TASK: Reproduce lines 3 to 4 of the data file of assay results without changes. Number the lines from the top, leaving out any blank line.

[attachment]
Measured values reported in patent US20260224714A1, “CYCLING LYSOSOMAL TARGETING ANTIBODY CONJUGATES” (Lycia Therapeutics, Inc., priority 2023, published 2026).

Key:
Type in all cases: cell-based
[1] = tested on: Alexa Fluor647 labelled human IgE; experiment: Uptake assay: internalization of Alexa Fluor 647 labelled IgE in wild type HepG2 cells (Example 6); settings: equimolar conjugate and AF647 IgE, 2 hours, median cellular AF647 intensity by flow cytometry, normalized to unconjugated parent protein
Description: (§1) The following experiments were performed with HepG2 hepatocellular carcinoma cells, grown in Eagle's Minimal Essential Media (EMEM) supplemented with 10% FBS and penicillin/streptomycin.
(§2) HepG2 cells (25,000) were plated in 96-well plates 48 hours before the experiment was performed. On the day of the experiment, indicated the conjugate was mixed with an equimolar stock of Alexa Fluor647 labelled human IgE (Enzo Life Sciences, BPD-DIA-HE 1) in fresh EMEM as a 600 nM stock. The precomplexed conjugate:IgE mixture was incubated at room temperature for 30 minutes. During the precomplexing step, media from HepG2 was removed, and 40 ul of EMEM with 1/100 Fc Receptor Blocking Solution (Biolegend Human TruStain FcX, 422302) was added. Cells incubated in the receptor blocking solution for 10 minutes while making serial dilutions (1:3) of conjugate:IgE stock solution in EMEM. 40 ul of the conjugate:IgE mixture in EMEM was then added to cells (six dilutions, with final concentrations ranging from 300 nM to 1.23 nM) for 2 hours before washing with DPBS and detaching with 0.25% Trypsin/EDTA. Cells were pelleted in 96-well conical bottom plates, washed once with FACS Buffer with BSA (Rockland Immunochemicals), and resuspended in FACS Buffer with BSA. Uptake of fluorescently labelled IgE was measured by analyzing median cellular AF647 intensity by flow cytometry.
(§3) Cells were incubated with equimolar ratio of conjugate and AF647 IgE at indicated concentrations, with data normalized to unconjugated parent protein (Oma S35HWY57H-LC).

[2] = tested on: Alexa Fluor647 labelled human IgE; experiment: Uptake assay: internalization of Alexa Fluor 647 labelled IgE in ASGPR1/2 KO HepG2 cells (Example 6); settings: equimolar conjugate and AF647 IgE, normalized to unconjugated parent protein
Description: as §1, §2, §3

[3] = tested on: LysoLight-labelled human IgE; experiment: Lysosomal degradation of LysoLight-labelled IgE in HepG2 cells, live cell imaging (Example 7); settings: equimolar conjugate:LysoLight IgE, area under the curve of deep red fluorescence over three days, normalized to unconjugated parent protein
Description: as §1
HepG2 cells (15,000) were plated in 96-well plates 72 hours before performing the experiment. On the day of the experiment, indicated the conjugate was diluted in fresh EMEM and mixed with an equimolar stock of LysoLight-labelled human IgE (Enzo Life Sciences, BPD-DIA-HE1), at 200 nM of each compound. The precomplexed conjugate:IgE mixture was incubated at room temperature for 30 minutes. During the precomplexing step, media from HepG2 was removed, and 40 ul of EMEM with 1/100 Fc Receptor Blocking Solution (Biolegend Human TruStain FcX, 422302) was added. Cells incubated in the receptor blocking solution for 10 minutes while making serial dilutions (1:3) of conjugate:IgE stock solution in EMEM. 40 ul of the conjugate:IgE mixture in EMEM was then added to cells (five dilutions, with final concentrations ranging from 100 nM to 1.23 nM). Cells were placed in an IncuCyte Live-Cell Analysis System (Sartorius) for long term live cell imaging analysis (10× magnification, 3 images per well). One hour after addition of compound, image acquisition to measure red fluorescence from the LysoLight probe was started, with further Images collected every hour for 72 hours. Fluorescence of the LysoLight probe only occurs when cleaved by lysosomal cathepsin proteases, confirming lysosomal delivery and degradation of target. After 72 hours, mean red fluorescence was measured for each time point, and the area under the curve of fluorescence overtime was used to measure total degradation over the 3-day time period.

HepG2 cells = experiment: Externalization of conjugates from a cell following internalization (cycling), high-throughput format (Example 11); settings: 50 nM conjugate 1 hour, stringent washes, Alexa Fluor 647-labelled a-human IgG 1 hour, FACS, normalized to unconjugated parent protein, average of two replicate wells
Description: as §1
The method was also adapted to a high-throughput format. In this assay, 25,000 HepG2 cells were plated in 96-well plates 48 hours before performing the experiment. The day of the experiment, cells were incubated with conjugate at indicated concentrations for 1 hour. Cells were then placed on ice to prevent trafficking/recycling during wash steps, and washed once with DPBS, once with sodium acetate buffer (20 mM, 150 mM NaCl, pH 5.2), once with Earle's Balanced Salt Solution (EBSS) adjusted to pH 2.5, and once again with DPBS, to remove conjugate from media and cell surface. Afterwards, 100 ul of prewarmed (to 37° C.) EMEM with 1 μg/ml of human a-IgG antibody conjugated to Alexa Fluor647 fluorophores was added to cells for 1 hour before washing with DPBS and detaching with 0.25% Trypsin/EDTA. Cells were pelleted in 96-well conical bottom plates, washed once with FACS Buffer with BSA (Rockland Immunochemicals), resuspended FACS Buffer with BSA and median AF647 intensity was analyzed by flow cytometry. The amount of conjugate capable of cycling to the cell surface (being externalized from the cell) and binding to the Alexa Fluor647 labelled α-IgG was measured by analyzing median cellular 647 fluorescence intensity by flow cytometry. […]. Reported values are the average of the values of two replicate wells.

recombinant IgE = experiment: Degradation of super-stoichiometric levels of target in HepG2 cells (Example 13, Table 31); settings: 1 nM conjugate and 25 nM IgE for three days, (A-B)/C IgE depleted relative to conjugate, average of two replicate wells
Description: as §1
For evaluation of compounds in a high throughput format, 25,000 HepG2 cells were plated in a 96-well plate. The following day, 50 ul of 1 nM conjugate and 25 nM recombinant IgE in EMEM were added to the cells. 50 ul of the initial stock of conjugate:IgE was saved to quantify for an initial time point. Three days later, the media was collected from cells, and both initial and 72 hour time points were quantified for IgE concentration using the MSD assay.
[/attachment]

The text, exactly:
Type in all cases: cell-based
[1] = tested on: Alexa Fluor647 labelled human IgE; experiment: Uptake assay: internalization of Alexa Fluor 647 labelled IgE in wild type HepG2 cells (Example 6); settings: equimolar conjugate and AF647 IgE, 2 hours, median cellular AF647 intensity by flow cytometry, normalized to unconjugated parent protein